‘Riverdance’ audience told of importance of tradition and community
Michelle Obama and her daughters, Malia and Sasha, with Fionnuala Kenny, at a performance of Riverdance in the Gaiety Theatre. Photograph: Eric Luke
At the Gaiety Theatre in Dublin today, before a special performance of Riverdance, she said it was “good to be home”.
“What my girls are learning is that every day, their home gets bigger and bigger and bigger. It is no longer just the south side of Chicago or Washington DC, but it is Moneygall, it is Dublin – it is the world. And that is true for you.”
On her visit to Trinity College Dublin earlier in the day, in the company of her daughters Malia and Sasha, Ms Obama said: “The girls had a chance to explore those shelves and trace their Irish lineage, which was a very powerful thing to find out, that these girls that were born on the south side of Chicago can trace their roots back here to Ireland, way back to the 1600s.”
She said young people moved her “in ways that you don’t even imagine . . . You have made my family feel right at home in Ireland and you guys are pretty awesome.”
She and her husband had enjoyed their last visit to Ireland.
“Everywhere we went we were welcomed with huge smiles and open arms – and lots of rain, which we handled. And when we left, we knew that our girls had to experience all of the warmth and beauty of this place for themselves. And that’s one of the reasons why we’re here today.”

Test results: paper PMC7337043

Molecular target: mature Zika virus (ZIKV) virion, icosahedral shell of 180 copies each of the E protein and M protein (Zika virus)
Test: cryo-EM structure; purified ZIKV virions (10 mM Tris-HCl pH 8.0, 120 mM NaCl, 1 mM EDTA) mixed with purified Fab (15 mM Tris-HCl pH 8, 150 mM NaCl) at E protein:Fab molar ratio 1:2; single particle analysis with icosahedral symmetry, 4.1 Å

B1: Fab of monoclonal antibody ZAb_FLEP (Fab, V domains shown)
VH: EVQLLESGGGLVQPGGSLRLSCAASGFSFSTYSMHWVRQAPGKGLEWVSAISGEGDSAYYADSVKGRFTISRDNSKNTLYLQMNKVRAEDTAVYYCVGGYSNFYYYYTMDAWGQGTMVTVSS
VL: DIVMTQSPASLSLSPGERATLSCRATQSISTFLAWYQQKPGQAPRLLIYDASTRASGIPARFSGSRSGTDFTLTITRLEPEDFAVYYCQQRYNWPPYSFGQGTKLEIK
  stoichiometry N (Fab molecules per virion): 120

She urged young people not to take community and family for granted. “You are supported by such wonderful families and such strong communities and traditions . . . don’t ever take those things for granted, because all of that gives you that strong foundation that you are going to need, a foundation that’s going to allow you to become anything that you want to be – because it really starts with family.
“I am here because I came from a strong foundation, all the way in Chicago. And it has lifted me up, my family, my community, to be able to stand here today as first lady of the United States.”
She called on the young audience to allow their imaginations to run free. “I want you all to think really big about who you want to be. I want your imaginations to soar high, because right now, that’s the only thing that stops you from being whatever you want to be. It’s the limit of your thinking.
“If you work hard enough – and it’s all about hard work – if you believe in yourself, it is so true, but more importantly, if you understand that the most important thing for you to do is to be able to pick yourself up when you fall – because most of life is falling . . .
“I want you to look at me and Barack and all these wonderful leaders and understand that we are you. We are just like you – just kids who worked a little hard and dreamt pretty big, and got to do some wonderful things.”
Ms Obama was introduced by Fionnuala Kenny, wife of Taoiseach Enda Kenny. President Michael D Higgins’s wife Sabina also attended.